Callous-Unemotional Traits as an Intervention Target and Moderator of Parent–Child Interaction Therapy—Emotion Development Treatment for Preschool Depression and Conduct Problems

Meghan Rose Donohue, Caroline P. Hoyniak, Rebecca Tillman, Deanna M. Barch, Joan Luby

Research output: Contribution to journalArticlepeer-review

2 Scopus citations

Abstract

Objective: Callous-unemotional (CU) traits—characterized by low empathy, prosociality, and guilt—predict severe and persistent conduct problems. Although some interventions for conduct problems have been less effective in children with high levels of CU traits, studies have not examined whether CU traits interfere with treatment for other childhood disorders. Moreover, few treatments have demonstrated efficacy in decreasing CU traits themselves in early childhood. This study examined whether Parent–Child Interaction Therapy—Emotion Development (PCIT-ED), a novel PCIT adaptation that promotes emotional competence with demonstrated efficacy in treating preschool-onset major depressive disorder and oppositional defiant disorder, was also effective in treating these disorders in children displaying higher levels of CU traits. The study also examined whether PCIT-ED treatment produced significant and sustained decreases in CU traits. Method: This study examined 3- to 5-year-olds (N = 114) with preschool-onset major depressive disorder who completed the PCIT-ED trial. Children were randomly assigned to either immediate PCIT-ED treatment (n = 64) or a waitlist control condition (n = 50) in which they received the active treatment after 18 weeks. Psychiatric diagnoses and severity and CU traits in children were assessed at baseline, immediately after treatment, and 18 weeks after treatment completion. Results: Compared with the waitlist, PCIT-ED effectively reduced major depressive disorder and oppositional defiant disorder in preschoolers, regardless of initial levels of CU traits. Moreover, CU traits decreased from before to after treatment, and this treatment effect was sustained 18 weeks after treatment. Conclusion: Results support that novel interventions that enhance emotional development display significant promise in treating CU traits—behaviors that left untreated predict severe conduct problems, criminality, and substance use. Clinical trial registration information: A Randomized Controlled Trial of PCIT-ED for Preschool Depression; https://clinicaltrials.gov; NCT02076425.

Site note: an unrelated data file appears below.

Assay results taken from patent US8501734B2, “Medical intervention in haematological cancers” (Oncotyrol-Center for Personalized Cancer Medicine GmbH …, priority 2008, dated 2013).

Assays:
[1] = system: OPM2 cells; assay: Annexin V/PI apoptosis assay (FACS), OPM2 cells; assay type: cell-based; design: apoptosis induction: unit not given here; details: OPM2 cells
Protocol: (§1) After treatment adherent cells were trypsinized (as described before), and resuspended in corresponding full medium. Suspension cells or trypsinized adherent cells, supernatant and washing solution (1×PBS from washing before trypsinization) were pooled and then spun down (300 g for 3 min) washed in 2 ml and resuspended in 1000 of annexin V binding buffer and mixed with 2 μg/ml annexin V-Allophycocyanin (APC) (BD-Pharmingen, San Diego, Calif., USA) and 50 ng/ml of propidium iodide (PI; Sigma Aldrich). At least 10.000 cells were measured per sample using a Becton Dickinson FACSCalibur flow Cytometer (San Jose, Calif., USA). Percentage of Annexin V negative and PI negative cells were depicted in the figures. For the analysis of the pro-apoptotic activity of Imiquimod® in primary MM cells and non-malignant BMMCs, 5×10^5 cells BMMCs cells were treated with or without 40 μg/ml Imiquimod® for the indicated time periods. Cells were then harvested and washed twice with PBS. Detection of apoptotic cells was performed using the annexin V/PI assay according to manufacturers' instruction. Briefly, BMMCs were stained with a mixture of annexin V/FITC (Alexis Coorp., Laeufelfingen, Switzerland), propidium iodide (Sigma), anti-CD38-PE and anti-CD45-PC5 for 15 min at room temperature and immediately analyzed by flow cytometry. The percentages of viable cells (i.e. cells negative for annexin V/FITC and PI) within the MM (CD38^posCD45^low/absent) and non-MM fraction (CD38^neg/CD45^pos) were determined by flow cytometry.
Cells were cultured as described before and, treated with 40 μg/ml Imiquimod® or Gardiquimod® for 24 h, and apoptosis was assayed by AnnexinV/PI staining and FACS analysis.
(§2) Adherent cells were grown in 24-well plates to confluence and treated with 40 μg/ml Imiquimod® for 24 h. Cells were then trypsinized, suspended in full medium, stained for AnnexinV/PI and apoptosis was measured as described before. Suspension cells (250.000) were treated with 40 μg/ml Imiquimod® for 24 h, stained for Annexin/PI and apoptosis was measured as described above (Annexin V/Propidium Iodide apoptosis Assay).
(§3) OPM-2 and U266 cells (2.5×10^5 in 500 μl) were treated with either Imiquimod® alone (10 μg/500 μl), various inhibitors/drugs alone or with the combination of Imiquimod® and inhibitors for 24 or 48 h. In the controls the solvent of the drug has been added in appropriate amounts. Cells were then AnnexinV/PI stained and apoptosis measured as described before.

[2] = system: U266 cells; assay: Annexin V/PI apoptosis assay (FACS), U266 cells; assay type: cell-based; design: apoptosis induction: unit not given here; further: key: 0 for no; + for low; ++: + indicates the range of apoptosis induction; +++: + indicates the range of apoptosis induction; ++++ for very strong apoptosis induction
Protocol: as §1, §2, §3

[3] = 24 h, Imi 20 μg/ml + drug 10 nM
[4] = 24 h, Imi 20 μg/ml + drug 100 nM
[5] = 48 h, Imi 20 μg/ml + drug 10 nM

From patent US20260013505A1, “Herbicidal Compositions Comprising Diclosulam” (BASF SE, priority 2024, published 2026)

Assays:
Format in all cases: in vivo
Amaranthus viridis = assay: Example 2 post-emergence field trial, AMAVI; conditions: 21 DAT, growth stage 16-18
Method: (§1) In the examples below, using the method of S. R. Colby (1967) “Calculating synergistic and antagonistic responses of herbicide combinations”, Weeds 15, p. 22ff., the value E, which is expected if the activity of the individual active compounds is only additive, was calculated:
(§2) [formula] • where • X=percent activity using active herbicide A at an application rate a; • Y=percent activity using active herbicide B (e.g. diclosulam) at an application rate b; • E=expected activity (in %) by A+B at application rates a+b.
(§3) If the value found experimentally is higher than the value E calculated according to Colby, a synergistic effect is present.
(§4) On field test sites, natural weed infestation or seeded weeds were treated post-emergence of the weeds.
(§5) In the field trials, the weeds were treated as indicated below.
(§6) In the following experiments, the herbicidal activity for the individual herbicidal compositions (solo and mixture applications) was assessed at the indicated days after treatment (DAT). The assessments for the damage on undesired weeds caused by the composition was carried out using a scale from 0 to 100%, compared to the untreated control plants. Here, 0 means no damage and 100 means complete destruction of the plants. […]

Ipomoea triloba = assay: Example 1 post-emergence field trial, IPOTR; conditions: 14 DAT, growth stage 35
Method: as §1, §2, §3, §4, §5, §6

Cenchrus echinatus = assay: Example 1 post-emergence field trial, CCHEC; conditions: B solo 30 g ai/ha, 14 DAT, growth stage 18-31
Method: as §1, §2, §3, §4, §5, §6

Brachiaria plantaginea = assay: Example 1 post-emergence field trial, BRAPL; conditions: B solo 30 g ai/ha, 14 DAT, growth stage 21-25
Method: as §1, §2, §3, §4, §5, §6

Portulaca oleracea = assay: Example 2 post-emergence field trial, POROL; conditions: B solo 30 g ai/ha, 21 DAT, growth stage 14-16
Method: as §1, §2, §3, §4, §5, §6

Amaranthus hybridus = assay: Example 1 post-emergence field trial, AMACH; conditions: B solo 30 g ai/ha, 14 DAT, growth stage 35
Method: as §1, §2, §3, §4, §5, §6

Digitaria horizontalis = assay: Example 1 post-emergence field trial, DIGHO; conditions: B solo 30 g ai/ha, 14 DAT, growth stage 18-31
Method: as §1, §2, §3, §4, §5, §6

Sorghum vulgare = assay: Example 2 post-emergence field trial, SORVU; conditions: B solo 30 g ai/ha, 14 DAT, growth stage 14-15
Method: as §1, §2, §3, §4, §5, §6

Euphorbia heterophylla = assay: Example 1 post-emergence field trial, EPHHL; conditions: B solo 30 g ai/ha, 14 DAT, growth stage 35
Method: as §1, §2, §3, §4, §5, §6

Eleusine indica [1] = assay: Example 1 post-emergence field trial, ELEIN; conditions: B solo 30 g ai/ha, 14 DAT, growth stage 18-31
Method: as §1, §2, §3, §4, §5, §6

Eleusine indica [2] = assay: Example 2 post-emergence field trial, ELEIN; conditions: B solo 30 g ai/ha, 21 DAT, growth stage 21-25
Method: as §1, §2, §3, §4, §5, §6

Original languageEnglish
Pages (from-to)1394-1403
Number of pages10
JournalJournal of the American Academy of Child and Adolescent Psychiatry
Volume60
Issue number11
DOIs
StatePublished - Nov 2021

Keywords

  • callous-unemotional behavior
  • conduct problems
  • intervention
  • limited prosocial emotions
  • preschool

Fingerprint

Dive into the research topics of 'Callous-Unemotional Traits as an Intervention Target and Moderator of Parent–Child Interaction Therapy—Emotion Development Treatment for Preschool Depression and Conduct Problems'. Together they form a unique fingerprint.

Cite this